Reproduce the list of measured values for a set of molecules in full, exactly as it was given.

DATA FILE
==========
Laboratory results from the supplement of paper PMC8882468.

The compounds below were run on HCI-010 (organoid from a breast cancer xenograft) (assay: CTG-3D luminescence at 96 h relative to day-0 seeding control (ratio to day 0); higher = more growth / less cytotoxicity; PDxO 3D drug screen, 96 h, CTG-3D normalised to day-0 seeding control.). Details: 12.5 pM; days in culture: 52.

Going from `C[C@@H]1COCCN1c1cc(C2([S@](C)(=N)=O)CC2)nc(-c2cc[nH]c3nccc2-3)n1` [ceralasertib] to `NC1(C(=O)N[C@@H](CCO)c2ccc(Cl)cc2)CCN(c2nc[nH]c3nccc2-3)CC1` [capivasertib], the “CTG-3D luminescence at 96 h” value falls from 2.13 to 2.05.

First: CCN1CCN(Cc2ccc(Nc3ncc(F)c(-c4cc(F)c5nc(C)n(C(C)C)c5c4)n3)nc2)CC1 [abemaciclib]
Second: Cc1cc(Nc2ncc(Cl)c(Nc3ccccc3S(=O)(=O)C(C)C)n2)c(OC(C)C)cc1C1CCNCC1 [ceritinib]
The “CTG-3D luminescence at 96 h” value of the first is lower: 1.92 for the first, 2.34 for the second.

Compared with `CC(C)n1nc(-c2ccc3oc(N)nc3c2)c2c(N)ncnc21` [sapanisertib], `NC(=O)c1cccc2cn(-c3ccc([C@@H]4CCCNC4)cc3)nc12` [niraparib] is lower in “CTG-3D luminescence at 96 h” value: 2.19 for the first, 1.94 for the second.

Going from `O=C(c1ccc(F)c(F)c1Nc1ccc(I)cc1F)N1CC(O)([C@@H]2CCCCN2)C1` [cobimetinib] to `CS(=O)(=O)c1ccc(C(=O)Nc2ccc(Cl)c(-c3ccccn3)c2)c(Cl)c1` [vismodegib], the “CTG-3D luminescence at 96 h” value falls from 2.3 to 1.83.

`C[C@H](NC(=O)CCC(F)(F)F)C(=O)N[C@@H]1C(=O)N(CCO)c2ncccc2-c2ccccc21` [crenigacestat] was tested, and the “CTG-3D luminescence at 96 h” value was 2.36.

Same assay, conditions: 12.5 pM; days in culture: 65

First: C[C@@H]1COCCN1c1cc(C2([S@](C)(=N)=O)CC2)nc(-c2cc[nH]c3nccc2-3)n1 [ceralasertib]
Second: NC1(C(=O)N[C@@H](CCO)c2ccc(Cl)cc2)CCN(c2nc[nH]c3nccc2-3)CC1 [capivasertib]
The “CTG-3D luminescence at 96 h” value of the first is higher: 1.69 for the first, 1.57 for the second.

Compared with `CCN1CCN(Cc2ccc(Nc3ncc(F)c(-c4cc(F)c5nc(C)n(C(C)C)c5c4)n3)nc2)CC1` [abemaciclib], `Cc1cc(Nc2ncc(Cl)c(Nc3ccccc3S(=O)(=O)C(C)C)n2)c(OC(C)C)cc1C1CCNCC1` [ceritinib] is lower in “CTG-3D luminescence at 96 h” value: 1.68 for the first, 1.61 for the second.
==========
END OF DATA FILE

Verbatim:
Laboratory results from the supplement of paper PMC8882468.

The compounds below were run on HCI-010 (organoid from a breast cancer xenograft) (assay: CTG-3D luminescence at 96 h relative to day-0 seeding control (ratio to day 0); higher = more growth / less cytotoxicity; PDxO 3D drug screen, 96 h, CTG-3D normalised to day-0 seeding control.). Details: 12.5 pM; days in culture: 52.

Going from `C[C@@H]1COCCN1c1cc(C2([S@](C)(=N)=O)CC2)nc(-c2cc[nH]c3nccc2-3)n1` [ceralasertib] to `NC1(C(=O)N[C@@H](CCO)c2ccc(Cl)cc2)CCN(c2nc[nH]c3nccc2-3)CC1` [capivasertib], the “CTG-3D luminescence at 96 h” value falls from 2.13 to 2.05.

First: CCN1CCN(Cc2ccc(Nc3ncc(F)c(-c4cc(F)c5nc(C)n(C(C)C)c5c4)n3)nc2)CC1 [abemaciclib]
Second: Cc1cc(Nc2ncc(Cl)c(Nc3ccccc3S(=O)(=O)C(C)C)n2)c(OC(C)C)cc1C1CCNCC1 [ceritinib]
The “CTG-3D luminescence at 96 h” value of the first is lower: 1.92 for the first, 2.34 for the second.

Compared with `CC(C)n1nc(-c2ccc3oc(N)nc3c2)c2c(N)ncnc21` [sapanisertib], `NC(=O)c1cccc2cn(-c3ccc([C@@H]4CCCNC4)cc3)nc12` [niraparib] is lower in “CTG-3D luminescence at 96 h” value: 2.19 for the first, 1.94 for the second.

Going from `O=C(c1ccc(F)c(F)c1Nc1ccc(I)cc1F)N1CC(O)([C@@H]2CCCCN2)C1` [cobimetinib] to `CS(=O)(=O)c1ccc(C(=O)Nc2ccc(Cl)c(-c3ccccn3)c2)c(Cl)c1` [vismodegib], the “CTG-3D luminescence at 96 h” value falls from 2.3 to 1.83.

`C[C@H](NC(=O)CCC(F)(F)F)C(=O)N[C@@H]1C(=O)N(CCO)c2ncccc2-c2ccccc21` [crenigacestat] was tested, and the “CTG-3D luminescence at 96 h” value was 2.36.

Same assay, conditions: 12.5 pM; days in culture: 65

First: C[C@@H]1COCCN1c1cc(C2([S@](C)(=N)=O)CC2)nc(-c2cc[nH]c3nccc2-3)n1 [ceralasertib]
Second: NC1(C(=O)N[C@@H](CCO)c2ccc(Cl)cc2)CCN(c2nc[nH]c3nccc2-3)CC1 [capivasertib]
The “CTG-3D luminescence at 96 h” value of the first is higher: 1.69 for the first, 1.57 for the second.

Compared with `CCN1CCN(Cc2ccc(Nc3ncc(F)c(-c4cc(F)c5nc(C)n(C(C)C)c5c4)n3)nc2)CC1` [abemaciclib], `Cc1cc(Nc2ncc(Cl)c(Nc3ccccc3S(=O)(=O)C(C)C)n2)c(OC(C)C)cc1C1CCNCC1` [ceritinib] is lower in “CTG-3D luminescence at 96 h” value: 1.68 for the first, 1.61 for the second.